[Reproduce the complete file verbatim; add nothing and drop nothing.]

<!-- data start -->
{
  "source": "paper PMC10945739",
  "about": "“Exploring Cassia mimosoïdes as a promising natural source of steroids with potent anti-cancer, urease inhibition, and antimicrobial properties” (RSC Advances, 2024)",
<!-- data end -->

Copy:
{
  "source": "paper PMC10945739",
  "about": "“Exploring Cassia mimosoïdes as a promising natural source of steroids with potent anti-cancer, urease inhibition, and antimicrobial properties” (RSC Advances, 2024)",